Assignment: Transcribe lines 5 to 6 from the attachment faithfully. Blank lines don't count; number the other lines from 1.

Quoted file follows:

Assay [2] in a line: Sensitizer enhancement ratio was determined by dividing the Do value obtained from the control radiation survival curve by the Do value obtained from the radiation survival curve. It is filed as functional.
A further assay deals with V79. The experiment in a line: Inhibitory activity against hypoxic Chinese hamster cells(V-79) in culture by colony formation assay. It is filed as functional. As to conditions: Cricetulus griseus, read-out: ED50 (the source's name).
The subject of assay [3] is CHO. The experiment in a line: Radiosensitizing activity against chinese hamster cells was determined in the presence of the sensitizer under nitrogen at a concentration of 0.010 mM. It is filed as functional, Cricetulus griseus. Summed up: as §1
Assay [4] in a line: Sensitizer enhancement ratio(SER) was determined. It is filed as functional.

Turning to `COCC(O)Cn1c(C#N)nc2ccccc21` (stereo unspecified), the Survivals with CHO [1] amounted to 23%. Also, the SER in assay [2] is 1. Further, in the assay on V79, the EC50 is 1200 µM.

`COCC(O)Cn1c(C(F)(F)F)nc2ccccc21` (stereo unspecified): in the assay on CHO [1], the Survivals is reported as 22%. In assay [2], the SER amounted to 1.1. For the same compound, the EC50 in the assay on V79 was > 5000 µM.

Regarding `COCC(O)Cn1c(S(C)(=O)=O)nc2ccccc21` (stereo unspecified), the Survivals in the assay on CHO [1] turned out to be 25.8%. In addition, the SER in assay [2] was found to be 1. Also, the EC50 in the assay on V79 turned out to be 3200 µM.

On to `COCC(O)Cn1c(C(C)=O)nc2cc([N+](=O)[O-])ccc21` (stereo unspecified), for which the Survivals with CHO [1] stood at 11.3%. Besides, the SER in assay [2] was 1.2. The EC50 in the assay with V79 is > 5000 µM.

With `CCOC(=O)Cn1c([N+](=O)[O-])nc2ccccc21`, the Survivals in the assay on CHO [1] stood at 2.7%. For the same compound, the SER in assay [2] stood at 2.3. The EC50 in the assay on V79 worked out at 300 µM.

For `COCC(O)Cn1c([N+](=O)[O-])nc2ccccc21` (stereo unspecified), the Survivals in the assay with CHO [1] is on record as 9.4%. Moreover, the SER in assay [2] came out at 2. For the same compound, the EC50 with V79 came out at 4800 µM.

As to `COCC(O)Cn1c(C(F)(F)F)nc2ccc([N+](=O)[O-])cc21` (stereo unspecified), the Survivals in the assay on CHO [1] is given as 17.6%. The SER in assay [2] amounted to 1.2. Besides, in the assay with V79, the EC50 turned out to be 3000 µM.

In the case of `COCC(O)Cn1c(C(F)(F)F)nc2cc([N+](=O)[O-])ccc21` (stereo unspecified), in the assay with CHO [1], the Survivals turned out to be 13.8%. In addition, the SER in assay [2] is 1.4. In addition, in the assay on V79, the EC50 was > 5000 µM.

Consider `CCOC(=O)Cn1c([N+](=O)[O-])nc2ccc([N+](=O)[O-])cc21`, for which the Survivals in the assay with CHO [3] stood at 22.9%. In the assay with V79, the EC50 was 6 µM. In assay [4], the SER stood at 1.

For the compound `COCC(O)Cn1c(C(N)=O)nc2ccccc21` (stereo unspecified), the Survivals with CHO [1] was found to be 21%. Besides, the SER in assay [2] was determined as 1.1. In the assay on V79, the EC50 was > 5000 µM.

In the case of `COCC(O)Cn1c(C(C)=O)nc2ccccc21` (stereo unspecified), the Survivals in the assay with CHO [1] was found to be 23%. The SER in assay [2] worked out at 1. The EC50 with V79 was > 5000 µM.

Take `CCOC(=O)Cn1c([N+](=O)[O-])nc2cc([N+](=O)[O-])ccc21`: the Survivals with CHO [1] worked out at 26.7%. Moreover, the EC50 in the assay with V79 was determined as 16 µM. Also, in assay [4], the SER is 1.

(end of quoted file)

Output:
Turning to `COCC(O)Cn1c(C#N)nc2ccccc21` (stereo unspecified), the Survivals with CHO [1] amounted to 23%. Also, the SER in assay [2] is 1. Further, in the assay on V79, the EC50 is 1200 µM.

`COCC(O)Cn1c(C(F)(F)F)nc2ccccc21` (stereo unspecified): in the assay on CHO [1], the Survivals is reported as 22%. In assay [2], the SER amounted to 1.1. For the same compound, the EC50 in the assay on V79 was > 5000 µM.